Renée Zellweger Spills All On Her Destined-To-Be-Iconic What/If Netflix Character

Photo: Courtesy of Netflix.
The first scene of Netflix’s new thriller, What/If is bound to become the stuff of scene chewing legend. Before viewers have any idea what the streaming show could possibly be about, they see Academy Award-winner Renée Zellweger swaggering around her character’s luxury high-rise penthouse while staring out at the San Francisco bay. What follows is the staccato of a two-minute-long monologue about purpose and fate, risks and greatness, told to no one but a small recorder. Zellweger punctuates the soliloquy by yelling, “At any cost.” Zellweger double punctuates this introduction by looking intently into the middle distance while writing “At any cost” on a notepad and then underlining those words twice.
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Has any character ever stormed onto television with more unapologetic excess? Zellweger’s What/If character, Anne Montgomery, is bound for internet infamy (the impending in-home archery alone!). But, there’s more to this fictional business barracuda than daffy, hairspray-wigged camp.
On the matter of camp, does Zellweger herself see Anne — with her bows, arrows, and solo philosophizing — as camp? “Mmmm. I. Mmmmm,” the actress tells Refinery29 over the phone, thinking out loud. “She’s elevated, but not camp. I think that she’s outrageous. So I think it fits without crossing the line. Because her audacity makes it authentic. I believe her.”
What/If, created by Mike Kelley, the man who made red Sharpie-exacted revenge a television success with ABC’s Revenge, does a lot of work to get viewers to also believe in Anne. The anthology spends its 10-episode first season dropping little kernels of her identity. She is an ultra-successful Bay area venture capitalist whose pre-1990s backstory is a complete mystery. She gets everything she wants at any cost. She is extremely interested in a genius scientist named Lisa Donovan (Suburgatory's Jane Levy) and her hot husband Sean Donovan (Blake Jenner). She excels at both fencing and manipulating. Anne only uses one of those skills to poison the Donovan marriage, and pointy swords are not involved.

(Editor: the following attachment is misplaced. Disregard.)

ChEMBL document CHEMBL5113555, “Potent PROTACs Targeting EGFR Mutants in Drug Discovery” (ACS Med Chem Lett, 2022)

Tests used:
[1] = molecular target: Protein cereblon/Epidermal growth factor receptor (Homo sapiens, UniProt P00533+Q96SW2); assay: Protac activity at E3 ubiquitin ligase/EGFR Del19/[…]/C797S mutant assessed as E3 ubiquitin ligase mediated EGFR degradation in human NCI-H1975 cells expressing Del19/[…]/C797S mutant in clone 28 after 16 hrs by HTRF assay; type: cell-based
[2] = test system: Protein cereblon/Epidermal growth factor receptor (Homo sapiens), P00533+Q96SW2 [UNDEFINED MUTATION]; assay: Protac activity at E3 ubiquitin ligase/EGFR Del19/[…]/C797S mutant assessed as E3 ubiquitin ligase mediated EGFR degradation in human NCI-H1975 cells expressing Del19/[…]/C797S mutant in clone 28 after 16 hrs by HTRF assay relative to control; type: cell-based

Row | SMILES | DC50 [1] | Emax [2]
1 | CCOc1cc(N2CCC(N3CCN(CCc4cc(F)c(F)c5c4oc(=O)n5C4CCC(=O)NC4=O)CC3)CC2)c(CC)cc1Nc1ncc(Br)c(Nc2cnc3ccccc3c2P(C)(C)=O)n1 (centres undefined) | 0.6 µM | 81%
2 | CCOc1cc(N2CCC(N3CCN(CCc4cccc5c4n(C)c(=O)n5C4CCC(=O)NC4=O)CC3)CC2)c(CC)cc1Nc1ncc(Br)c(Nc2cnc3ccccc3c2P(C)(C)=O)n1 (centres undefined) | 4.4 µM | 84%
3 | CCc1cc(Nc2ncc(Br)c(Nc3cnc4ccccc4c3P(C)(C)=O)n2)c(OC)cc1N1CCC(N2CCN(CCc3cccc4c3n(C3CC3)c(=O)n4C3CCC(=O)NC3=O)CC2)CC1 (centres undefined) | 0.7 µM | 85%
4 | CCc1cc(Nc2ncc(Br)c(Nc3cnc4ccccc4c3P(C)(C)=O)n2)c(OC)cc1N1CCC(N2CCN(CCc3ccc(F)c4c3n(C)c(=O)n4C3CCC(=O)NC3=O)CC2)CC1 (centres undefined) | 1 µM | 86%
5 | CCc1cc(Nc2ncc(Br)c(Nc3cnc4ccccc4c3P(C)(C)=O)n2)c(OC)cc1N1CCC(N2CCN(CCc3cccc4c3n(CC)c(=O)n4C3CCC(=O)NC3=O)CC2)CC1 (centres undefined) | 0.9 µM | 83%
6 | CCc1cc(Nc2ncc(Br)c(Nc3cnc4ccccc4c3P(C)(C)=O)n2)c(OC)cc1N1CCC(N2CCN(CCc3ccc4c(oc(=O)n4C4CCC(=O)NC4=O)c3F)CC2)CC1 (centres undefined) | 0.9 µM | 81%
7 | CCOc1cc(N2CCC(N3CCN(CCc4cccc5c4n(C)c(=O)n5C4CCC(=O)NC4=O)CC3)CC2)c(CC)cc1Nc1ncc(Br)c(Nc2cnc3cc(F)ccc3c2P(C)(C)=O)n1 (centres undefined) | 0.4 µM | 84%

We’re left wondering what Anne actually wants from these young and happy lovers. At first jump, viewers will assume the story is a modernized version of Indecent Proposal. Anne does even offer science-y entrepreneur Lisa millions of dollars in funding in exchange for an evening alone with her dashing spouse. But, “It sort of subverts the notion in terms of the male-female roles, and then we go from there,” Zellweger explains of the proposition.
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Nevertheless, Demi Moore’s 1993 hit isn’t the iconic film that inspired What/If at all. Instead, that honor goes to an even older classic: 1967’s The Graduate. While explaining how Kelley lured her to an extended television role, Zellweger says, “I loved that it was socially relevant, and loved what motivates Mike Kelley to write … When he said ‘Mrs. Robinson and [her portrayer] Anne Bancroft’ — I was done. Let’s go!” Yes, What/If is actually a riff on Mike Nichols’ doomed little trio, with Zellweger in the modernized Mrs. Robinson role. Hence, Anne’s name in the first place.
“He is fascinated by her, with this woman who was so powerful and yet is so dissatisfied and is full of self loathing and is powerless to change her circumstances,” Zellweger says. “He thought ‘Well, what if, instead of spiraling into alcoholism, a woman who possesses that kind of powerful and alluring sexuality and appeal, she channeled that power into something that was productive instead the boy down the street? What if she created an empire that enabled her to change her circumstances and manipulate the people around her instead?’”
The result was Anne Montgomery, a woman who find out your darkest, dirtiest secrets and then splay them in front of you with a smile — all in the middle of the dinner party she helicoptered you in for at her own personal sun-drenched vineyard. This actually happens to someone in What/If.
Although fans may see Anne as a villain here — and she certainly can be, ask Sean’s ex-girlfriend Maddie Carter (Allie MacDonald) — Zellweger isn’t complaining. “This is a woman who sees embracing your strength and being unapologetic about your ambition and your audacity and leading with your sexuality to manipulate and be very calculated in your presentation and your intention as essential,” the Netflix actress says. “And somehow it’s ridiculous for any woman not to. And I think that’s kind of refreshing.”
That’s why even Anne’s most bizarre habit, passive aggressively pruning a tree in her apartment, has greater import than being a mere hobby. “I think it has to do with manipulating outcomes. I think it’s a metaphor,” Zellweger says with a laugh, thinking her many impromptu horticultural scenes.
It’s no wonder she’s open to What/If for another round, whatever the new batch of anthology episodes may involve. “Oh sure,” she says of the possibility of a season 2 comeback. Are there any other beloved screen sirens she would like to channel next? “I don’t know. I guess it depends on what’s in Mike’s head for another round,” she demurs with a very Anne Montgomery smile in her voice.
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